• Participants who get into the habit of speaking in their native language tend to make slower progress. The more English the participants speak, the easier their time here will become. It may be difficult at first, but it is very important that participants challenge themselves to adapt to interacting in English to make the most of the exchange experience.

Activities encourage staff cohesion and provide an alternate setting for social interactions outside of the working environment. Group events also give participants a feeling for how people from the U.S. interact outside of work and give them a chance to educate you and your staff about different countries and cultures. These types of benefits have long been a secret of successful host employers everywhere.

  • Include the intern in company activities and traditions, both in and out of the office. Some examples include office sports teams, group lunches, parties or picnics, or even a speaker series.

Particularly for longer training programs, evaluations (written or in person) allow you to touch base with the intern/trainee and assess the program and his or her performance.

  • Weekly check-ins or one-on-ones are another way to track progress and provide feedback and guidance, and they also allow for a set time where participants can discuss any questions or concerns they may have.

Conducting an exit interview is a great way to gather feedback on participants’ experiences at your company so that you can improve the program for your future participants

It is also a great opportunity to assess what your participants have learned about U.S. business culture, as this may help to inform your practice if you move into a more global work environment.

Cultural Exchange In Action

Encouraging participants to interact with Americans and experience our culture in their free time is an essential part of your role.

Hosting your own cultural events and activities is often the best way to teach them about life in the U.S! To help you facilitate fun cultural activities for your international interns or trainees, we’ve outlined some ideas below.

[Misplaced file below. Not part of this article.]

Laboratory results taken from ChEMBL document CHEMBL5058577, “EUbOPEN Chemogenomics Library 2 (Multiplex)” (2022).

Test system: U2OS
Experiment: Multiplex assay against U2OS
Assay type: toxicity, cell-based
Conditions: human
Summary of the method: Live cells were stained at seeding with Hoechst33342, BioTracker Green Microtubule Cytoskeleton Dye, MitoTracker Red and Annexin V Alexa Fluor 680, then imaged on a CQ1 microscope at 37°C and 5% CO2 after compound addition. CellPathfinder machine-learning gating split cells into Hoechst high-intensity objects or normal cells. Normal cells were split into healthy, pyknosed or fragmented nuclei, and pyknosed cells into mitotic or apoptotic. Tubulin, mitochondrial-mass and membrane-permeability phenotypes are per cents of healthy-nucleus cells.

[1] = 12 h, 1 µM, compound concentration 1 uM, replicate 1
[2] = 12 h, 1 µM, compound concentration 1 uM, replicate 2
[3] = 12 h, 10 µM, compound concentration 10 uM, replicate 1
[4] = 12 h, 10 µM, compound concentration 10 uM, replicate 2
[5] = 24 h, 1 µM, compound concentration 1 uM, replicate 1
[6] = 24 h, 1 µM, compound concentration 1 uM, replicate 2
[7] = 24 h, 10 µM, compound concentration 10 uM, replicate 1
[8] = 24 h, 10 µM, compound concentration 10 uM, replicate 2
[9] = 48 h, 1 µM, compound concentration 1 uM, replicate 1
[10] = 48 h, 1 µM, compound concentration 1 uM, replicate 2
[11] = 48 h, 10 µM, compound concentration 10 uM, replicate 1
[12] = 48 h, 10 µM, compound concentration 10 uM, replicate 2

InterExchange prioritizes giving our participants and hosts resources for exploring cultural learning opportunities, find them here:

  • Read or share our online guide to U.S. culture called Cultural Compass
  • The InterExchange¬†Inside the USA guide contains many helpful recommendations and resources.
Beginning of Program

Making sure your international participants have a warm welcome can be the key to a successful program. Remember, they’ve just arrived in a new country and don’t know anyone! Events at the beginning of their program can be as simple as gathering employees together for introductions.

On their first day, orient participants to the workplace and allow time for them to get to know their colleagues. Consider hosting a welcome reception in the office for the participant to get to know colleagues in other departments or even just kick off the program by having a smaller team lunch.

Throughout the participants’ program, cultural events and outings are a great way to make sure participants are experiencing American culture. Participants may feel homesick at some point during their stay, and facilitating fun activities can help remind them why they’re here. Their American colleagues will probably enjoy an office outing as well!

Sporting event: Organize an outing to a local sporting event. Help explain the rules of the game if the participant is unfamiliar.

Food events: Host an American-style barbecue or picnic or organize a potluck where staff and participants prepare their favorite dishes from their home countries or countries of origin.

  • Enjoy typical American foods, such as s‚Äômores, peanut butter, and Girl Scout cookies
  • Share popular American/local restaurants and food trucks
  • Tell your participants about brunch in the U.S.
  • Share your favorite recipes with your participants and see if they have any for you


Government & Politics:
 Teach your participants how elections in the U.S. work and learn about the governing structure in your participants’ home country

  • Find out if your statehouse gives free tours to the public


Celebrate an American holiday:
Celebrate holidays like the Fourth of July or Thanksgiving to give participants a unique insight into American culture. Office potlucks work well for holiday celebrations.

  • Pumpkin carving contest: Print out templates and have fun carving pumpkins
  • Attend a local holiday parade or festival
  • Teach your intern/trainee the story of Thanksgiving


Visit a local museum or concert hall:
 Encourage your participants to visit local museums.

Employee birthdays: For many participants, this may be their first birthday away from home. Help make it special by organizing a party or gathering with colleagues.